Monday 4 February 2013

The battle of the noses

Narasaraja Kantirava Wodeyar, the first, had ascended the Mysore Kingdom in 1638. He reigned till 1659 and he spent almost all his years in warfare.
He had managed to not only withstand the mighty Adil Shahis who had invaded Srirangapatna, the capital of the Wodeyars, under General Ranadullah Khan but also beat them back. The Marathas too had been held at bay.
When the Golconda King invaded Mysore, the then ruler of Madurai, Tirumalai Nayaka, had helped him in his campaign against Mysore. This had angered Narasaraja Kantirava and he decided to take revenge.
After strengthening the fortress of Srirangapatna, he turned his attention to the principality of Madurai. In 1656, he dispatched an army towards Madurai. To encourage the soldiers to fight hard, he announced that a soldier would get money for each nose he cut off from his enemy’s face.
Tirumalai Nayak, by then, had transformed Madurai into a magnificent city. He was  patron of art and architecture and under him, Madurai came to be known as the  Temple City. He had grown old and when Narasaraja Kantirava sent the Wodeyar army, he was sick and ailing.
The Mysore Army fist invaded Salem and overcame the Nayaka forces. It then ran through Sathyamangalam and Coimbatore. The Mysore soldiers had gone about their task of cutting off noses of soldiers. They sent back to Mysore several gunny bags filled with noses of soldiers.
The terror struck soldiers of Madurai ran helter skelter as the Mysore Army went about its task of efficiently cutting off noses. In fact, the Mysore soldiers also devised a mechanism by which they could easily clip the nose and upper lip of soldiers along with their mustaches.
The rapidity with which sackful of gunny bags came to Mysore filled with cut noses testified to the victorious march of the Wodeyars into the hearland of the Madurai Kingdom.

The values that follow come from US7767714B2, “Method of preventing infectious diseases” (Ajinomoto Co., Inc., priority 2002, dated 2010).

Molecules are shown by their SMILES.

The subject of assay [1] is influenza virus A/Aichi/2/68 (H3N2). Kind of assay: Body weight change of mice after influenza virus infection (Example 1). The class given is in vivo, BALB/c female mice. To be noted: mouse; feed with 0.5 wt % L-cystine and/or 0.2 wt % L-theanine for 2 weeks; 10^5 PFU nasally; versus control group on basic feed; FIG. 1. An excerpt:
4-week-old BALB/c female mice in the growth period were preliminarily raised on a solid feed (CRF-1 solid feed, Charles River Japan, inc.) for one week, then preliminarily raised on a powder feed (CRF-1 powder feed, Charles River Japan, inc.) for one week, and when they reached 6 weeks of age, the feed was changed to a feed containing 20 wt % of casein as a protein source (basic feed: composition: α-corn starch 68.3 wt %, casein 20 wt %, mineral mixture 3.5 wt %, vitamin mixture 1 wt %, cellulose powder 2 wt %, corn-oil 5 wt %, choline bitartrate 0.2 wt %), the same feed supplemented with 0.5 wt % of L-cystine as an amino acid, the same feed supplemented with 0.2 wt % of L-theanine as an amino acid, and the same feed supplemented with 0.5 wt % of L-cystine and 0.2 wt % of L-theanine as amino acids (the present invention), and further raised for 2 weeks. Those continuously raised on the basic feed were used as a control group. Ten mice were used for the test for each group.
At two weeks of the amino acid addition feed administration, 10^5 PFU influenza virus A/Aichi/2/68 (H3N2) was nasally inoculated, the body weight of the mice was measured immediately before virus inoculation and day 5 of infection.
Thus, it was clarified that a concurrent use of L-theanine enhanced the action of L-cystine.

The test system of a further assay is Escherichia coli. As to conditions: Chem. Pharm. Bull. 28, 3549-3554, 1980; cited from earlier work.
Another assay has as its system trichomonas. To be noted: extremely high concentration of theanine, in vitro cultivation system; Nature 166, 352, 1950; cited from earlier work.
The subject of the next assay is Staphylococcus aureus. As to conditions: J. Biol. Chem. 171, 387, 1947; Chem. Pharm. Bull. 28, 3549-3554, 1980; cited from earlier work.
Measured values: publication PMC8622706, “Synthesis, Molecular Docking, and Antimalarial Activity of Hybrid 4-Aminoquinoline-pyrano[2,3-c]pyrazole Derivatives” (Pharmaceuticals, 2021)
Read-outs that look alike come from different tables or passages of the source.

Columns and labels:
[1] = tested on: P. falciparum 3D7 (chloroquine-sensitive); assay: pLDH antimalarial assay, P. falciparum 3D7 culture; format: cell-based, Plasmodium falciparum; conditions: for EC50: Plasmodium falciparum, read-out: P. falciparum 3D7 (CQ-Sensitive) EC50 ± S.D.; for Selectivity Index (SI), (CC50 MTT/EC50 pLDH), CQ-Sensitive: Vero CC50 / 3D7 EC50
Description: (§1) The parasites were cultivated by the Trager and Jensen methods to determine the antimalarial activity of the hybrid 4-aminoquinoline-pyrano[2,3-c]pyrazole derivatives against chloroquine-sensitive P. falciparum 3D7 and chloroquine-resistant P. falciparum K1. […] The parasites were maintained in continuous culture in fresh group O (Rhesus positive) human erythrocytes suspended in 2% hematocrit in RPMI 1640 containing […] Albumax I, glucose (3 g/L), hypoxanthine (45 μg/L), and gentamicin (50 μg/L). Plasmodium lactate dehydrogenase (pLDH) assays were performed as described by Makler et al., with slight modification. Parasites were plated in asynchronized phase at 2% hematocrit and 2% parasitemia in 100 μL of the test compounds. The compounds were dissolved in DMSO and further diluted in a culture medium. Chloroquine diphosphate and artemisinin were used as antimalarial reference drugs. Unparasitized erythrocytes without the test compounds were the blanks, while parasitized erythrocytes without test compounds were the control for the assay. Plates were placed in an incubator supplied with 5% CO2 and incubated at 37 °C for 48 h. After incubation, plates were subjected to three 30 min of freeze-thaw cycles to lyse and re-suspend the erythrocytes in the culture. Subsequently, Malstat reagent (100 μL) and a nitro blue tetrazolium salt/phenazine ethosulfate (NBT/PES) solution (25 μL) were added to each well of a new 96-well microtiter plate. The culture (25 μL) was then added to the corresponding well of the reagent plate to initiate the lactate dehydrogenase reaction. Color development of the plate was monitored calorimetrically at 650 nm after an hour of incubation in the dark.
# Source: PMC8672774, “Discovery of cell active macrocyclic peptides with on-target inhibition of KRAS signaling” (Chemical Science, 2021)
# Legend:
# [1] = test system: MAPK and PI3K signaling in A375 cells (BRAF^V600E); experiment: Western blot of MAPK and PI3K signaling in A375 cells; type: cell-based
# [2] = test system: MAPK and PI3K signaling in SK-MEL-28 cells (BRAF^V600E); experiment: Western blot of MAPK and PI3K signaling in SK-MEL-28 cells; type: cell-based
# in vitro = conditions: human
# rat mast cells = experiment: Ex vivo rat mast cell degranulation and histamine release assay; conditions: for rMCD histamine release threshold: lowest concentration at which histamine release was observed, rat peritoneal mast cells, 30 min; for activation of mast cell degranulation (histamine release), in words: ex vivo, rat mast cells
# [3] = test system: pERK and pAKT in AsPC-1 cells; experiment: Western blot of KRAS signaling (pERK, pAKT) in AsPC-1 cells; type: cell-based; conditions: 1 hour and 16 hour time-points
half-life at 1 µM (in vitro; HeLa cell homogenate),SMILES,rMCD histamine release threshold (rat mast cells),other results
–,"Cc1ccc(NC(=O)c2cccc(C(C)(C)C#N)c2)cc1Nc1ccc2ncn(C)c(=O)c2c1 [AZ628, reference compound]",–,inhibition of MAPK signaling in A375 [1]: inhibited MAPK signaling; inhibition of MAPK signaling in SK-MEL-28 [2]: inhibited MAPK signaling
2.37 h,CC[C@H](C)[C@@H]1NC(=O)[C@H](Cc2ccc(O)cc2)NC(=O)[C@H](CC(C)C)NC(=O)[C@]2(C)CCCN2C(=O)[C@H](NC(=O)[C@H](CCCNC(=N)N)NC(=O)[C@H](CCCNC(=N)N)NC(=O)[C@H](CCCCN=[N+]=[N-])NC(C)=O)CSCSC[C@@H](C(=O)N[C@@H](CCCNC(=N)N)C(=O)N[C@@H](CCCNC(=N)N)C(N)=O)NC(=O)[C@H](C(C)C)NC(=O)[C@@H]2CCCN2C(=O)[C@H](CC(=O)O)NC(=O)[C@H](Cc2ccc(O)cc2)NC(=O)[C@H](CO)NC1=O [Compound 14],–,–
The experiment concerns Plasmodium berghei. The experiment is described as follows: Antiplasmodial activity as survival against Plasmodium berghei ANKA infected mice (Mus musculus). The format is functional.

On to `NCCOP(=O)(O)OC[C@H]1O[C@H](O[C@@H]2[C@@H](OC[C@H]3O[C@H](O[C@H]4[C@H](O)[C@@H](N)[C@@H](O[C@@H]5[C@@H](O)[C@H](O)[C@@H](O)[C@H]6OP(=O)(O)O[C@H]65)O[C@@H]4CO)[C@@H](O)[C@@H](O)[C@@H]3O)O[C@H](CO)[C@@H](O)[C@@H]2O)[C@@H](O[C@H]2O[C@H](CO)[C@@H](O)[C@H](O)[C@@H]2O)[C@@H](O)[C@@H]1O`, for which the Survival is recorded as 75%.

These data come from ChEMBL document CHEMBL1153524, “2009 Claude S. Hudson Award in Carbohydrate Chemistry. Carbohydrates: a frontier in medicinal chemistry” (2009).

The Mysore King’s command then was modified. The Mysore soldiers were asked to cut off noses of all men they encountered in Madurai Kingdom. To ensure that only men’s nose were cut off, the soldiers were asked to clip away the upper lip along with the mustache.
Each cut-off nose was handsomely rewarded. A few women too suffered these nose cuts. When news of the nose cutting rituals spread, people and even soldiers panicked. After all, who would want their face to be permanently disfigured in such a manner.
The Mysore Army by then had entered deep into Madurai territory. When the Mysore Army camped before the city of Madurai and as just 20 kilometres away, Titumalai Nayaka lost heart and turned to Raghunatha Nayaka or Raghunatha Sethupathi of Ramnad for help.
Raghunatha Sethupathi was the Kong of the Maravars, a martial race. His army was trained by Italians. Raghunatha Sethupathy mobilized an army of 25,000 warriors within six hours and camped between the Mysore army and Madurai City.
Taken by surprise, the Mysore Army sough reinforcements. Several skirmishes took place and  the Mysore forced first advanced to within a few miles of Madurai before falling back to Dindigal.
Another battle was fought between the two kingdoms in Dindigal. The Mysore forces were beaten back. Some time later, Kumara Muthu Nayaka, the younger brother of Tirumalai Nayaka, drove back the Mysore Army and it was the turn of the Madurai army to cut off noses of Mysore soldiers. A story goes around that the Madurai forces cut of the nose of even the mother of the Mysore King.
Whatever be the outcome, the campaign came to be known as the battle of Noses.

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